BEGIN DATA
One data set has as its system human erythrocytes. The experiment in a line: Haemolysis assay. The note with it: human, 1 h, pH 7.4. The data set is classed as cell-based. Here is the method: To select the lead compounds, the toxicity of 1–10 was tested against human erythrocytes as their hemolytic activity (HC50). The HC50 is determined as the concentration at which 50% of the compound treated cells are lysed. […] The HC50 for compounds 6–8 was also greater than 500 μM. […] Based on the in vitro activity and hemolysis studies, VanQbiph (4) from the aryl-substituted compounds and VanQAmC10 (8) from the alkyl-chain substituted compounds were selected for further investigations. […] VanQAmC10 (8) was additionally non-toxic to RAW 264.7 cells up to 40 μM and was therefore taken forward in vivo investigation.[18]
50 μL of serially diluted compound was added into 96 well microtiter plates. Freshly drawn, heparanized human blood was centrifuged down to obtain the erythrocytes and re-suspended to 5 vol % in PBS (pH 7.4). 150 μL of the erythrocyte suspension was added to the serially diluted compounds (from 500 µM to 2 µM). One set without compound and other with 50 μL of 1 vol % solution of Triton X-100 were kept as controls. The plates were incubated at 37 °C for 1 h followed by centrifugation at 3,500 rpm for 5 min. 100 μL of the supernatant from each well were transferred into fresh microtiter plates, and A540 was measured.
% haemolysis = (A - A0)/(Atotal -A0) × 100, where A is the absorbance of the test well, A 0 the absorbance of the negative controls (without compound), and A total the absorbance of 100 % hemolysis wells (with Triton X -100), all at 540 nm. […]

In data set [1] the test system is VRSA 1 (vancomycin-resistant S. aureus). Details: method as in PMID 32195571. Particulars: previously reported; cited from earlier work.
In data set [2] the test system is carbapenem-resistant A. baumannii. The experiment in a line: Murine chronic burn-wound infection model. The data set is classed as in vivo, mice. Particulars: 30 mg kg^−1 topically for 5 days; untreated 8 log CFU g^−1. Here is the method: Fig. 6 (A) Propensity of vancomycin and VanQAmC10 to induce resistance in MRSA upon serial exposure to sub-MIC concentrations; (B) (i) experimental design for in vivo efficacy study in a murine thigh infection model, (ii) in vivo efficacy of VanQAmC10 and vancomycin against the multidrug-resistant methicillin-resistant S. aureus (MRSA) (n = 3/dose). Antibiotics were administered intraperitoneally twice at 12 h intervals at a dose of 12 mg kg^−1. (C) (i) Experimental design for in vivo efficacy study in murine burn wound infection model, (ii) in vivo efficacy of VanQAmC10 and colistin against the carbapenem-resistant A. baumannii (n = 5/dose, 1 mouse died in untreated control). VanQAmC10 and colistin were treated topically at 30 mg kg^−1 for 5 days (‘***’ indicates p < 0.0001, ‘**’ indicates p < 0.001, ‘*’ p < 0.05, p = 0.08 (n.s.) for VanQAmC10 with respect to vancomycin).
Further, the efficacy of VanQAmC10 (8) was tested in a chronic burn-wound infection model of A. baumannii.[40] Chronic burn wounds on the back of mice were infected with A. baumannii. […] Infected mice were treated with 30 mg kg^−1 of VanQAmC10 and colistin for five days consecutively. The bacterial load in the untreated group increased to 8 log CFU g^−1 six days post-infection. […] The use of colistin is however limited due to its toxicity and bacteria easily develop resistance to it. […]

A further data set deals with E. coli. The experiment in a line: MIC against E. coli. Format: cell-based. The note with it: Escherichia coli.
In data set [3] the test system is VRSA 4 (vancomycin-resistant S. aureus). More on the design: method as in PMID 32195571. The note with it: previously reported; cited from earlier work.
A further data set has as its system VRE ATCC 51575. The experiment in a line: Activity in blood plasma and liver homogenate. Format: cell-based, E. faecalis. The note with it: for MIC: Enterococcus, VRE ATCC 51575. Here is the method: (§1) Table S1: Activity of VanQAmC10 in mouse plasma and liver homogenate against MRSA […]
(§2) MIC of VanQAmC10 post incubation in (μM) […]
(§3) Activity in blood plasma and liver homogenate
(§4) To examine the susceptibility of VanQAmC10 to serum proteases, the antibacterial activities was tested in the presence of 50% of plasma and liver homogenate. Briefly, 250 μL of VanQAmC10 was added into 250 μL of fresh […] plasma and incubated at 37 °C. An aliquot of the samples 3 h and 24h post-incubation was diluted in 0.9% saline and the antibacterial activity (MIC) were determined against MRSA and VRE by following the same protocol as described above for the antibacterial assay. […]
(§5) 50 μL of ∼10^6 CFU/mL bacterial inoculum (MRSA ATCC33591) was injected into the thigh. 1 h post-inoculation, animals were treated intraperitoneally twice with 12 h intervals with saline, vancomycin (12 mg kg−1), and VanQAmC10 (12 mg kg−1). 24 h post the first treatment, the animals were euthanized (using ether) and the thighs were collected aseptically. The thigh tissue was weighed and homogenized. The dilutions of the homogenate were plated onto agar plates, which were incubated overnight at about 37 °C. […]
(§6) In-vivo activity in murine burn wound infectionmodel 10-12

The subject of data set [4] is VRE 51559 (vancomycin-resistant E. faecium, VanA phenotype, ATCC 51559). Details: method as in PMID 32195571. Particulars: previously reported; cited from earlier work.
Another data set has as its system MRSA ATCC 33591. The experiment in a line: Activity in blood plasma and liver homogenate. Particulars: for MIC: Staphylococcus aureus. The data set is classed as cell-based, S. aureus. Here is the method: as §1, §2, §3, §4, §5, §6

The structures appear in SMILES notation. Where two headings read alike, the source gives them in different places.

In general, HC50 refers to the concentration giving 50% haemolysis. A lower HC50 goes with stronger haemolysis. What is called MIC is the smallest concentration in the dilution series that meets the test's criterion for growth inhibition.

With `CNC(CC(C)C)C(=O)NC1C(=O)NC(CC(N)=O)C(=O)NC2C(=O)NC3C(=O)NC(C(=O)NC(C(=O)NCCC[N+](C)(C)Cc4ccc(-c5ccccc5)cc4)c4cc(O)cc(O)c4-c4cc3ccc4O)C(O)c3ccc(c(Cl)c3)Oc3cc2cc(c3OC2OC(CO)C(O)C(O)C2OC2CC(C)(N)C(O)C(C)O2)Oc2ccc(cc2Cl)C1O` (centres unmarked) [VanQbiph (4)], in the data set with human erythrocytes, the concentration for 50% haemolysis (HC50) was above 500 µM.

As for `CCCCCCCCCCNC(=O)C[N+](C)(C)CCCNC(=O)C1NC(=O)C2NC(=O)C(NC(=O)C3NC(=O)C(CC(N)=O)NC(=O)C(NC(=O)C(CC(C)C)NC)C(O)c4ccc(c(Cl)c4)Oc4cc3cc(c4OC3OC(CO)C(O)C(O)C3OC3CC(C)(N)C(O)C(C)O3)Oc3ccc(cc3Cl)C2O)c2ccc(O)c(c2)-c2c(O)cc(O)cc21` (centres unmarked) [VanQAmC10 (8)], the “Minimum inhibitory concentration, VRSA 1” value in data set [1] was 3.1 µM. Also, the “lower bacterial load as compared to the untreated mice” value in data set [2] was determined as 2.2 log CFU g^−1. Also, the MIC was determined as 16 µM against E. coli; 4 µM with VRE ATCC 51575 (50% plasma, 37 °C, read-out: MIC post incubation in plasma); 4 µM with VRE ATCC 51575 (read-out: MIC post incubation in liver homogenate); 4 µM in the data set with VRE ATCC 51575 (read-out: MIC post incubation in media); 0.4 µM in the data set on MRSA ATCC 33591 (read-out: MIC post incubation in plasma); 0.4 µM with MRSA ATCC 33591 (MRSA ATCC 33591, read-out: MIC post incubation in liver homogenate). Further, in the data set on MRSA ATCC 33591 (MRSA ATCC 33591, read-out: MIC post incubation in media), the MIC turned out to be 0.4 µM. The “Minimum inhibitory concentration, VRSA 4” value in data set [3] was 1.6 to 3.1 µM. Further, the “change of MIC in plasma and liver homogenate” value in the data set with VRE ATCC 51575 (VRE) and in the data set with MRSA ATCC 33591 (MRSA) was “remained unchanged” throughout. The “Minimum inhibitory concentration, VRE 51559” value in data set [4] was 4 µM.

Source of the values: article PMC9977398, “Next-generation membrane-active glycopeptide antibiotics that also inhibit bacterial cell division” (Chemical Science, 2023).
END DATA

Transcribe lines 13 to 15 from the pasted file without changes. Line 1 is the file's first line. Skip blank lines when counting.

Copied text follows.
(§5) 50 μL of ∼10^6 CFU/mL bacterial inoculum (MRSA ATCC33591) was injected into the thigh. 1 h post-inoculation, animals were treated intraperitoneally twice with 12 h intervals with saline, vancomycin (12 mg kg−1), and VanQAmC10 (12 mg kg−1). 24 h post the first treatment, the animals were euthanized (using ether) and the thighs were collected aseptically. The thigh tissue was weighed and homogenized. The dilutions of the homogenate were plated onto agar plates, which were incubated overnight at about 37 °C. […]
(§6) In-vivo activity in murine burn wound infectionmodel 10-12

The subject of data set [4] is VRE 51559 (vancomycin-resistant E. faecium, VanA phenotype, ATCC 51559). Details: method as in PMID 32195571. Particulars: previously reported; cited from earlier work.